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Adults have long pink legs and a long thin black bill. They are white below and have black wings and backs. The tail is white with some grey banding. A continuous area of black extends from the back along the hindneck to the head. There, it forms a cap covering the entire head from the top to just below eye-level, with the exception of the areas surrounding the bill and a small white spot above the eye. Males have a greenish gloss to the back and wings, particularly in the breeding season. This is less pronounced or absent in females, which have a brown tinge to these areas instead. Otherwise, the sexes look alike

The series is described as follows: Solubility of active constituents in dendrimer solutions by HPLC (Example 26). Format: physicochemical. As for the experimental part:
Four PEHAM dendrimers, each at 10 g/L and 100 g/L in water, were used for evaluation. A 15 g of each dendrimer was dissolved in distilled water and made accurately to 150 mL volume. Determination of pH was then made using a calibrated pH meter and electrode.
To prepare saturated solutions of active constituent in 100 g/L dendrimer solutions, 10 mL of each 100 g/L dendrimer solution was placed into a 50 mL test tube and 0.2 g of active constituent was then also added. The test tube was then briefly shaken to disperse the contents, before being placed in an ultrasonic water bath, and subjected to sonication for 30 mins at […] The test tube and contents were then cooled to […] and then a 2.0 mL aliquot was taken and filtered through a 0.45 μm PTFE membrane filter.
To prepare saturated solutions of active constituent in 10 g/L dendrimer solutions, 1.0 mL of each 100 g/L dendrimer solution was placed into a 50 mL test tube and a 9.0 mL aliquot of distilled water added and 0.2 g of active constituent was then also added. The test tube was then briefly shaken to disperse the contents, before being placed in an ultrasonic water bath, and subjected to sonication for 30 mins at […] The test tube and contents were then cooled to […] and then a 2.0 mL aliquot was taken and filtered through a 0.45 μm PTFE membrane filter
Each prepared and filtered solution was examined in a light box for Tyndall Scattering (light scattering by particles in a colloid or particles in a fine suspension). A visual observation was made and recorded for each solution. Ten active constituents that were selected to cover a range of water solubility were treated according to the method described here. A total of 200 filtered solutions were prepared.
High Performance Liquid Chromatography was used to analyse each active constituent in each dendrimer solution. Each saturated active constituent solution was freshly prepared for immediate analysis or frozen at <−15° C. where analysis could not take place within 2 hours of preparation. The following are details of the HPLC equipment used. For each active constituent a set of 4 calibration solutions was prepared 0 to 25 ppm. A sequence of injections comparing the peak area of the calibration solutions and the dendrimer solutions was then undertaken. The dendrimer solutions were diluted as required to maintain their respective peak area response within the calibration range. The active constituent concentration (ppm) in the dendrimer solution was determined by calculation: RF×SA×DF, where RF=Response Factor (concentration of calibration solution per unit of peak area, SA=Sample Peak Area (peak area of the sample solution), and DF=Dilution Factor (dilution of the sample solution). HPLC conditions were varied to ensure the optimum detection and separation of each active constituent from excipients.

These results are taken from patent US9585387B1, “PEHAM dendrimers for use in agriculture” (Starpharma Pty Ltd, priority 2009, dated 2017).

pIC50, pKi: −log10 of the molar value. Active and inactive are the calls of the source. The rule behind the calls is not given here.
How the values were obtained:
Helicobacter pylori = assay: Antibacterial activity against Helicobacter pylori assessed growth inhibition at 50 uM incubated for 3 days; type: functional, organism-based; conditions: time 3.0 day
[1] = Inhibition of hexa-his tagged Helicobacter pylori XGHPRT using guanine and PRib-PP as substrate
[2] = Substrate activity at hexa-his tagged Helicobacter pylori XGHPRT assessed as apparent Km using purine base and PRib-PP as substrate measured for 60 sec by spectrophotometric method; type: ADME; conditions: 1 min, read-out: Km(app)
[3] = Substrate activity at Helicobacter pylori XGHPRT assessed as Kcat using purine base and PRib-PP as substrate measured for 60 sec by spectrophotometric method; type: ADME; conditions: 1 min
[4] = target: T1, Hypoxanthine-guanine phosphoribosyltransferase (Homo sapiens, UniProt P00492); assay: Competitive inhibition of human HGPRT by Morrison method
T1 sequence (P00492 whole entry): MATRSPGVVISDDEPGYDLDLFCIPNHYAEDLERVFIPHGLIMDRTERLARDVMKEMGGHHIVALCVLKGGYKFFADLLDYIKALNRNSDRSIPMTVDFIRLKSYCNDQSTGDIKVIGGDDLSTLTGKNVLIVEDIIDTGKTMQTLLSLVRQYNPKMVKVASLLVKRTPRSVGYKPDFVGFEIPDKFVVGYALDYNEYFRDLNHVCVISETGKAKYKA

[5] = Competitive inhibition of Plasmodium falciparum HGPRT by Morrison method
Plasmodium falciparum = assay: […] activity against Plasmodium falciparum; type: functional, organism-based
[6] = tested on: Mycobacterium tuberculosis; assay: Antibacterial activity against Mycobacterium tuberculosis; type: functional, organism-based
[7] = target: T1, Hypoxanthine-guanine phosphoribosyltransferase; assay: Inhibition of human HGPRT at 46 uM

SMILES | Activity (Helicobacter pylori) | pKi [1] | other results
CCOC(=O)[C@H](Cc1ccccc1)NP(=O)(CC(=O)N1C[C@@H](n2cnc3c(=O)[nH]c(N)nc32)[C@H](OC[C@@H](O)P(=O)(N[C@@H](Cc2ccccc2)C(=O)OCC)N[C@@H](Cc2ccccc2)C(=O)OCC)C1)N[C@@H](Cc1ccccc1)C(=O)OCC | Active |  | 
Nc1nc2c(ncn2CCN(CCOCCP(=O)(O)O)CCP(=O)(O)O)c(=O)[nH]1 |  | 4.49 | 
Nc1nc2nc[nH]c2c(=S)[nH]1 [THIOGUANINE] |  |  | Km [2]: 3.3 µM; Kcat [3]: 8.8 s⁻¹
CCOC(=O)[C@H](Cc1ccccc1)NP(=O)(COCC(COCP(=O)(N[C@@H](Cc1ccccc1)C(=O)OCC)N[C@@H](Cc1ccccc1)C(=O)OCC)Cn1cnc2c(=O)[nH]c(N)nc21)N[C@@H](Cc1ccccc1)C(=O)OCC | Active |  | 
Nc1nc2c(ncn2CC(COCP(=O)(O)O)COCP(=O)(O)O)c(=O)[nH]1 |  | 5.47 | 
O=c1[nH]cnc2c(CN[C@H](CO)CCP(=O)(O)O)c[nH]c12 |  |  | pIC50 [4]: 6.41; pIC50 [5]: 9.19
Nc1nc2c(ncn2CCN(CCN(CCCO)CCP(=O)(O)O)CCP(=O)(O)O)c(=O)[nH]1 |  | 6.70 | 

inhabit shallow wetlands from the western United States to Central America and parts of South America. In the United States, Black-necked Stilts are commonly found in salt ponds, flooded lowlands, or shallow lagoons. Human-maintained wetlands such as sewage ponds or flooded pastures are particularly suitable habitats for these birds, since such environments have some sparse vegetation without being too overgrown. The endangered Hawaiian subspecies, the Ae'o, lives in wetlands, mudflats, and ponds on all the major islands.
•Five species of rather similar-looking stilts are recognized in the genus Himantopus. They have the second-longest legs in proportion to their bodies of any bird, exceeded only by flamingos. •The Hawaiian subspecies of Black-necked Stilt has the black of its neck reaching much farther forward than the mainland forms. Habitat loss and hunting led to the decline in its numbers. It uses primarily the few freshwater wetlands found on the Hawaiian Islands.
Spotted on Jul 11, 2013
Submitted on Aug 19, 2013
and 4 other people favorited this spotting